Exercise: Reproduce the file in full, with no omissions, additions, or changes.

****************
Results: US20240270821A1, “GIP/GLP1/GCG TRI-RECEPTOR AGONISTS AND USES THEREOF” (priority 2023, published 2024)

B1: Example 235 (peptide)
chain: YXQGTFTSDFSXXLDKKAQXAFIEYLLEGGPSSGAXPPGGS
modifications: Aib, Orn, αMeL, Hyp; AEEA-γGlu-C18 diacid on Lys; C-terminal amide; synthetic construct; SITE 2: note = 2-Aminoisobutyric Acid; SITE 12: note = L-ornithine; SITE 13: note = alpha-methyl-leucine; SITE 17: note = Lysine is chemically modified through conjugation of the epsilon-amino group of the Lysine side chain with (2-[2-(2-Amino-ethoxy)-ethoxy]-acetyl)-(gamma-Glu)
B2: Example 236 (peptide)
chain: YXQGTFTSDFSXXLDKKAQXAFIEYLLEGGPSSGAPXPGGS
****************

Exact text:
Results: US20240270821A1, “GIP/GLP1/GCG TRI-RECEPTOR AGONISTS AND USES THEREOF” (priority 2023, published 2024)

B1: Example 235 (peptide)
chain: YXQGTFTSDFSXXLDKKAQXAFIEYLLEGGPSSGAXPPGGS
modifications: Aib, Orn, αMeL, Hyp; AEEA-γGlu-C18 diacid on Lys; C-terminal amide; synthetic construct; SITE 2: note = 2-Aminoisobutyric Acid; SITE 12: note = L-ornithine; SITE 13: note = alpha-methyl-leucine; SITE 17: note = Lysine is chemically modified through conjugation of the epsilon-amino group of the Lysine side chain with (2-[2-(2-Amino-ethoxy)-ethoxy]-acetyl)-(gamma-Glu)
B2: Example 236 (peptide)
chain: YXQGTFTSDFSXXLDKKAQXAFIEYLLEGGPSSGAPXPGGS